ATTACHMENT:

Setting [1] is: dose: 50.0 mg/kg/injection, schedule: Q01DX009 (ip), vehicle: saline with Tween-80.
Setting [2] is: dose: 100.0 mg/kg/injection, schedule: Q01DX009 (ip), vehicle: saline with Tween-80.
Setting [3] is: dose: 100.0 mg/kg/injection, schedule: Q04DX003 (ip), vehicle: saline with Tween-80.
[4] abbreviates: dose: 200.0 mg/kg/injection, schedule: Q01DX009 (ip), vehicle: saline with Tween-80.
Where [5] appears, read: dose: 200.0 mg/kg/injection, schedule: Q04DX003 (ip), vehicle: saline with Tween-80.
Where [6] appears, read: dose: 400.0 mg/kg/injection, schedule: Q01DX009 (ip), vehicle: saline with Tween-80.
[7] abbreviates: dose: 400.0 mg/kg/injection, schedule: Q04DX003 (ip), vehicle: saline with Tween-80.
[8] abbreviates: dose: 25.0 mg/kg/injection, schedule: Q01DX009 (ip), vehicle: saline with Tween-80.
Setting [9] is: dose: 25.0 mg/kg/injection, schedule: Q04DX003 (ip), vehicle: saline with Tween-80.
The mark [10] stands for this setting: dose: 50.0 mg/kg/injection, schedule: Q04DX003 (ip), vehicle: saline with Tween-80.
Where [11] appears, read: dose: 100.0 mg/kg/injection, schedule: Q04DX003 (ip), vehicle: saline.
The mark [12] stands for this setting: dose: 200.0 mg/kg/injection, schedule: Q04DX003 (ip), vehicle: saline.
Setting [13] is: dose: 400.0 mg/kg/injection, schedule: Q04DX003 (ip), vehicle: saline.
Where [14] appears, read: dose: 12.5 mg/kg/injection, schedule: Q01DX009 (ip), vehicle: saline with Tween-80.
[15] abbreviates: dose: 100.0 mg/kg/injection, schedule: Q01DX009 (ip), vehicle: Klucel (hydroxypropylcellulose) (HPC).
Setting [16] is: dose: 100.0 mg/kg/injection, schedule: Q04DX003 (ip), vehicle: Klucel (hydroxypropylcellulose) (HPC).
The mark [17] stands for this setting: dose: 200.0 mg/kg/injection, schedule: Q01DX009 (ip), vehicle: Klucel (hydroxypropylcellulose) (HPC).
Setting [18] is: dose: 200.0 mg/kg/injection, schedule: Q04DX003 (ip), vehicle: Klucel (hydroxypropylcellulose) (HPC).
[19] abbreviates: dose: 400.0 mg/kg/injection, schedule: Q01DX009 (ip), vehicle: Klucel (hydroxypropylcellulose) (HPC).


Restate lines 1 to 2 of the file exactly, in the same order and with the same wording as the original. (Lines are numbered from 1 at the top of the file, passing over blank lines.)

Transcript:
Setting [1] is: dose: 50.0 mg/kg/injection, schedule: Q01DX009 (ip), vehicle: saline with Tween-80.
Setting [2] is: dose: 100.0 mg/kg/injection, schedule: Q01DX009 (ip), vehicle: saline with Tween-80.